He, J., Wasa, M., Chan, K. S. L., Shao, Q. & Yu, J.-Q. Palladium-catalyzed transformations of alkyl C–H bonds. Chem. Rev. 117, 8754–8786 (2017).

  14. 14.

    Newton, C. G., Wang, S.-G., Oliveira, C. C. & Cramer, N. Catalytic enantioselective transformations involving C–H bond cleavage by transition-metal complexes. Chem. Rev. 117, 8908–8976 (2017).

  15. 15.

    Hummel, J. R., Boerth, J. A. & Ellman, J. A. Transition-metal-catalyzed C–H bond addition to carbonyls, imines, and related polarized π bonds. Chem. Rev. 117, 9163–9227 (2017).

  16. 16.

    Dong, Z., Ren, Z., Thompson, S. J., Xu, Y. & Dong, G. Transition-metal-catalyzed C–H alkylation using alkenes. Chem. Rev. 117, 9333–9403 (2017).

  17. 17.

    Ueura, K., Satoh, T. & Miura, M. Rhodium- and iridium-catalyzed oxidative coupling of benzoic acids with alkynes via regioselective C−H bond cleavage. J. Org. Chem. 72, 5362–5367 (2007).

  18. 18.

    Kang, T., Kim, Y., Lee, D., Wang, Z. & Chang, S. Iridium-catalyzed intermolecular amidation of sp3 C–H bonds: late-stage functionalization of an unactivated methyl group. J. Am. Chem. Soc. 136, 4141–4144 (2014).

  19. 19.

    Gwon, D., Park, S. & Chang, S. Dual role of carboxylic acid additive: mechanistic studies and implication for the asymmetric C–H amidation. Tetrahedron 71, 4504–4511 (2015).

  20. 20.

    Newton, C. G., Kossler, D. & Cramer, N. Asymmetric catalysis powered by chiral cyclopentadienyl ligands. J. Am. Chem. Soc. 138, 3935–3941 (2016).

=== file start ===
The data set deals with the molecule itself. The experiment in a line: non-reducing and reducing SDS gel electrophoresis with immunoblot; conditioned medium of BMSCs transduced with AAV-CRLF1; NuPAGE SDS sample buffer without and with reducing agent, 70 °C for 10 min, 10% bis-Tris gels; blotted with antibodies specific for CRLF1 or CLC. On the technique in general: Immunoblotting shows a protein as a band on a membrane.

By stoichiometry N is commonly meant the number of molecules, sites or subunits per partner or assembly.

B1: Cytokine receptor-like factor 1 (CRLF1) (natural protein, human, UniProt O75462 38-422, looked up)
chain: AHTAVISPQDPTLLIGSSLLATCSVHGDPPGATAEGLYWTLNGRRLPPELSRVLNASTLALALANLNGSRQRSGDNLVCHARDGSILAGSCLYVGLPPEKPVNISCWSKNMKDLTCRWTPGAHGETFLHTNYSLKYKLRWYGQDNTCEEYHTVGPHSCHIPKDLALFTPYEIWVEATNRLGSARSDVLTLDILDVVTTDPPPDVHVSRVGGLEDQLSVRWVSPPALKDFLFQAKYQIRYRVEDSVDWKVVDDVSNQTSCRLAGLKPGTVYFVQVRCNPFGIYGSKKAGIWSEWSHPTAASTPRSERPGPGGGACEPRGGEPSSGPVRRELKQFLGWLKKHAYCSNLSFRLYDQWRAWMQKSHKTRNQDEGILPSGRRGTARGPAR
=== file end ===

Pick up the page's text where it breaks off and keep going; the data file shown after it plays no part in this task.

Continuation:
21. 21.

    Ye, B. & Cramer, N. Chiral cyclopentadienyl ligands as stereocontrolling element in asymmetric C–H functionalization. Science 338, 504–506 (2012).

  22. 22.

    Ye, B. & Cramer, N. A tunable class of chiral Cp ligands for enantioselective rhodium(III)-catalyzed C–H allylations of benzamides. J. Am. Chem. Soc. 135, 636–639 (2013).

  23. 23.

    Sun, Y. & Cramer, N. Rhodium(III)-catalyzed enantiotopic C−H activation enables access to P-chiral cyclic phosphinamides. Angew. Chem. Int. Ed. 56, 364–367 (2017).

  24. 24.

    Jang, Y. S., Dieckmann, M. & Cramer, N. Cooperative effects between chiral Cpx-iridium(III) catalysts and chiral carboxylic acids in enantioselective C−H amidations of phosphine oxides. Angew. Chem. Int. Ed. 56, 15088–15092 (2017).

  25. 25.

    Zheng, J., Cui, W.-J., Zheng, C. & You, S.-L. Synthesis and application of chiral spiro Cp ligands in rhodium-catalyzed asymmetric oxidative coupling of biaryl compounds with alkenes. J. Am. Chem. Soc. 138, 5242–5245 (2016).

  26. 26.

    Zheng, J., Wang, S.-B., Zheng, C. & You, S.-L. Asymmetric synthesis of spiropyrazolones by rhodium-catalyzed C(sp2)−H functionalization/annulation reactions. Angew. Chem. Int. Ed. 56, 4540–4544 (2017).

  27. 27.

    Jia, Z.-J. et al. General enantioselective C−H activation with efficiently tunable cyclopentadienyl ligands. Angew. Chem. Int. Ed. 56, 2429–2434 (2017).

  28. 28.

    Hyster, T. K., Knörr, L., Ward, T. R. & Rovis, T. Biotinylated Rh(III) complexes in engineered streptavidin for accelerated asymmetric C–H activation. Science 338, 500–503 (2012).

  29. 29.

    Kossler, D. & Cramer, N. Neutral chiral cyclopentadienyl Ru(II)Cl catalysts enable enantioselective [2+2]-cycloadditions. Chem. Sci. 8, 1862–1866 (2017).

  30. 30.